Dialogue of the keys II

Ammerbach with double m (and singing)
Sun 30.04.23 Theme 17:45 Concert 18:15

Historical Museum Basel

Jörg-Andreas Bötticher, Maria Morozova, Jessica Jans © Josué Melendez

"Dialogue of the Keys II" Ammerbach with double m (and singing)


he ReRenaissance concert in August 2021 presented music for harpsichord or organ from the collection of Bonifacius Amerbach; Dialogue of the Keys II presents a similarly central collection from the next generation: the first major printed book of organ music in Germany, collected by the organist Elias Nikolaus Ammerbach and published in 1583. The book has many parallels to Bonifacius Amerbach’s collection, with arrangements of a colorful range of genres, sacred and secular, French, German and Italian, instrumental and vocal.

This concert offers a unique opportunity to collaborate with another house of the Historisches Museum Basel; Jörg-Andreas Bötticher will play the table organ “Ab Yberg”, which is housed in the Basel Instrument Museum. Built in Augsburg in 1566/78, the instrument comes from the family chapel of St. Sebastian “Im Grund” of the Ab Yberg family in Schwyz. Together with the organ or in alternation, a spinettino will be heard, played by Maria Morozova-Meléndez. Soprano Jessica Jans completes the ensemble.

Jörg-Andreas Bötticher – table organ | Maria Morozova-Meléndez – spinettino | Jessica Jans – vocals

Jörg-Andreas Bötticher at the Ab Yberg organ © Andrew Burn


Meet the Historic “Ab Yberg” Organ

April 30, 2023: Jörg-Andreas Bötticher, Ab Yberg organ, Jessica Jans, soprano, Maria Morozova- Meléndez, spinettino . Video Andrew Burn, cut Grace Newcombe.


Interview with the harpsichordist, organist, conductor, musicologist and laureate of the Basel Science Award 2020, Professor Jörg-Andreas Bötticher

Thomas Christ: Dear Jörg-Andreas, it is both a pleasure and an honor to be able to welcome you for an interview as part of our Renaissance concert series. – Whoever knows your short biography will learn about your first organ lessons with your grandmother, about your membership in the Basel Boys’ Choir – a direct musical life path from the cradle to the consecration of the Schola Cantorum of our city. Maybe it wasn’t that simple after all … Were there any other impulses or experiences to mention here?

Jörg-Andreas Bötticher: I am very grateful for these early musical influences; making music and actively listening to music was simply a matter of course for us. My grandmother (b. 1902) was one of the first to engage in free improvisation back in the 60s. In addition, I have also experimented with different styles myself, among other things, I was active in my youth for a long time as a keyboardist and drummer in a band and since then, for example, jazz fascinates me immensely.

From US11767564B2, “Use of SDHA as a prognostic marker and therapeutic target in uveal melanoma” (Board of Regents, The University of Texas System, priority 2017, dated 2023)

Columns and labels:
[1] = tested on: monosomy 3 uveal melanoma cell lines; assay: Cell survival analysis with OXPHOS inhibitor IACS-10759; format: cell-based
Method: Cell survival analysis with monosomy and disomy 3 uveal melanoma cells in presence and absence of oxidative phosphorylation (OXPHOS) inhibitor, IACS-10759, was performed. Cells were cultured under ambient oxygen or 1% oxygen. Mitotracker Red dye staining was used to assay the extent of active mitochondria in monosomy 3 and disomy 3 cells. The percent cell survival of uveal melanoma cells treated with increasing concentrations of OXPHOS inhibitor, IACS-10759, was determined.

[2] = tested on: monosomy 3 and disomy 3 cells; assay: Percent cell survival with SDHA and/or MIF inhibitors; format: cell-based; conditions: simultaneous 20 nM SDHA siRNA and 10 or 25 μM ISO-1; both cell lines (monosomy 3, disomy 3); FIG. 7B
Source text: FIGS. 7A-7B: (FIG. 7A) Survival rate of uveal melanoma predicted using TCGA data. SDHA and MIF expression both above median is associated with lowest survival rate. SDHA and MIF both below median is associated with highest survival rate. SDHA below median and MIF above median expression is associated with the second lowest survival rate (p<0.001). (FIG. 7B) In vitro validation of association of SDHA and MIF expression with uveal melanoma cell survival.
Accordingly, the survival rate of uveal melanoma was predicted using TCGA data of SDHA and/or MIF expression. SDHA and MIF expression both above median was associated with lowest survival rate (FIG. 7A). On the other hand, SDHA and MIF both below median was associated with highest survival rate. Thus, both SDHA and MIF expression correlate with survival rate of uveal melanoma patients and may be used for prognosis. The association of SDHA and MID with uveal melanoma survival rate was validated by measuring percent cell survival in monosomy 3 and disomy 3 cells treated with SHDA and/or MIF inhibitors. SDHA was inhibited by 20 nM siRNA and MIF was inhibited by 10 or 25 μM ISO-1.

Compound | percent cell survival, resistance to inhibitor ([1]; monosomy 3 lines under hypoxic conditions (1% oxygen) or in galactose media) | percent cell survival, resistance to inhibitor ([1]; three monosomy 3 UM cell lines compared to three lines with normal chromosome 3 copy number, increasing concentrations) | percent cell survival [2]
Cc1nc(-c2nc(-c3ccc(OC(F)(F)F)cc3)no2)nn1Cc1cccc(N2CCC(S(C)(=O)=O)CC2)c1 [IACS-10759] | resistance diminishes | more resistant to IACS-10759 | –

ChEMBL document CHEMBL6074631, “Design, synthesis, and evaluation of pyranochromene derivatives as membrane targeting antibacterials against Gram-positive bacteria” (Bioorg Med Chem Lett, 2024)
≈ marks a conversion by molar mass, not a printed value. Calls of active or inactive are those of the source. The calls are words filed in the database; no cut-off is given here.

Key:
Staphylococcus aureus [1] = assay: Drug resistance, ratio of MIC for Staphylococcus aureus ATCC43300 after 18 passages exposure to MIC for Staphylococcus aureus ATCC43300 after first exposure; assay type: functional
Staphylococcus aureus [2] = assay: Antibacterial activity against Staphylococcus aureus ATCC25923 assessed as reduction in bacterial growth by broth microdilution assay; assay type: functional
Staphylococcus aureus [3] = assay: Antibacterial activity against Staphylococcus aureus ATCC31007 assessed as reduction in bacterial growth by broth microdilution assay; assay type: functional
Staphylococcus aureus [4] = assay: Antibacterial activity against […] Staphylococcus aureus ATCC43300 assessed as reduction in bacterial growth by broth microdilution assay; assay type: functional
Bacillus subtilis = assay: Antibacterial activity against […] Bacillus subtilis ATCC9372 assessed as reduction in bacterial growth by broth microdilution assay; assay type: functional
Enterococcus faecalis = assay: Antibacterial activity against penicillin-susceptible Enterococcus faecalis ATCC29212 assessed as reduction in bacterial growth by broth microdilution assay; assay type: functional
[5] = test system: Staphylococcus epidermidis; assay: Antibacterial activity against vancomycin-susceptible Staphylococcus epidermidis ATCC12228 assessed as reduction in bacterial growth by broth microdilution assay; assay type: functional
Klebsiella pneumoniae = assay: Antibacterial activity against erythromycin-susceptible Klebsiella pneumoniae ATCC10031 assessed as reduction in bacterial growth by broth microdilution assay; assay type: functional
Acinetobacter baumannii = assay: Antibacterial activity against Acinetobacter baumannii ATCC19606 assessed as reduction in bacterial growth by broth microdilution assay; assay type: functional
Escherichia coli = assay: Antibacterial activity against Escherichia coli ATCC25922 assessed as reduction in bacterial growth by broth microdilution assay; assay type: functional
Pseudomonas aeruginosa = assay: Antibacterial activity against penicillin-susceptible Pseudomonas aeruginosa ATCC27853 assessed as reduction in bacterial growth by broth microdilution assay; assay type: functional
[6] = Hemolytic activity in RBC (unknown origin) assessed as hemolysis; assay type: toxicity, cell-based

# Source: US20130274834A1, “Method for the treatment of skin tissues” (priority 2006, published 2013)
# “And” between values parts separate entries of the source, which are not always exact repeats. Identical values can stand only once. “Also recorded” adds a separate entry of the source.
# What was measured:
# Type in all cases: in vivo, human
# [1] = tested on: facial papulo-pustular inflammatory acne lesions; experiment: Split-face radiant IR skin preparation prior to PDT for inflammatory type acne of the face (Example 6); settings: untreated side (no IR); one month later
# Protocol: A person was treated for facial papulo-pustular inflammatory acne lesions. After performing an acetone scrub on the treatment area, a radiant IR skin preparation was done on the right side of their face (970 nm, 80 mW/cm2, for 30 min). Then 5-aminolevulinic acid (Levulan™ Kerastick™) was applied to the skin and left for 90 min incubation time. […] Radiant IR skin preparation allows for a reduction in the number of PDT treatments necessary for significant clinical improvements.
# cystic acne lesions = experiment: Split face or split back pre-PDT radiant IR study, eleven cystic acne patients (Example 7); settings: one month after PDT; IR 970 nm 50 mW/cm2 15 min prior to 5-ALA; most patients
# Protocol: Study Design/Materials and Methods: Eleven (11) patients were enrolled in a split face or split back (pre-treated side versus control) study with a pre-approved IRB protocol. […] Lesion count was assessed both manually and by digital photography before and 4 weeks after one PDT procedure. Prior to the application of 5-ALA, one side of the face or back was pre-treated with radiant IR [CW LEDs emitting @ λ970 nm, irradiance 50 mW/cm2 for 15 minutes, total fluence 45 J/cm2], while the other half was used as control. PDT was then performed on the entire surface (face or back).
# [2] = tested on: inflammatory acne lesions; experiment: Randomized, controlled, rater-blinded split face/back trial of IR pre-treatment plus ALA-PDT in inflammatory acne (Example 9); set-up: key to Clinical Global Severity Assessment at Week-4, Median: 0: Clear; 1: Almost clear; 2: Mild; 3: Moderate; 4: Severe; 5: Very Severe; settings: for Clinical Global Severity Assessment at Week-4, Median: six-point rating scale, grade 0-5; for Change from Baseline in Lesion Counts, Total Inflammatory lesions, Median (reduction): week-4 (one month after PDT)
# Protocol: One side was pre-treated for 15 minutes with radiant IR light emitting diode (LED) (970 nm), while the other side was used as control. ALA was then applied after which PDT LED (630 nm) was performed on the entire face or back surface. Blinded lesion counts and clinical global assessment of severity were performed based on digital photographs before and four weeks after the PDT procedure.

TC: As a professor of harpsichord and basso continuo, you are naturally called upon to tell us a few illuminating words about the genesis of this bass line. Was it an invention of the early Baroque, or do similar compositional patterns already exist in the Renaissance, before 1600?

JAB: You mean the basso continuo as the lowest line of a baroque composition? – That is an exciting question. Towards the end of the 16th century, a bass consciousness developed more and more, i.e. the floating and the equality of the individual voices changed in favor of a more bass and chord oriented way of listening and writing. The first continuous bass lines around 1600 simply follow the lowest voices of a composition as the so-called basso seguente, which then became the basso continuo. Gradually, composers began to consciously conceive such lines and use them as a basis for accompaniment.

TC: In your numerous CD recordings, it is noticeable that you have gladly and frequently dealt with unknown composers of early music. This was certainly not only curiosity, but also rediscovered quality of old works. For the layman, the question arises: how does the connoisseur distinguish the rightly lost from the wrongly forgotten music? Are there objective criteria for this?

JAB: First of all, a childlike curiosity and an unbiased interest in research leads me to the sources and to the libraries. Studying the manuscripts or prints then reveals relatively quickly which pieces immediately appeal and which may seem foreign. Often, however, the exciting lies in the strange, which can only develop its implicit effect with a careful approach to understanding and interpretation. Objective criteria do exist (e.g., analysis of form and composition, aspects of rhetoric, originality), but without the subjective capacity for enthusiasm and mediation, many of the pieces would still be languishing in the archives today.

TC: Elias N. Ammerbach, the German organist of the April program, is considered the first editor of a printed collection of organ music. His somewhat older “almost-named cousin” from Basel, Bonifacius Amerbach, also published an organ tablature book, the “Codex Amerbach”: Now who was the first? Did they know about each other?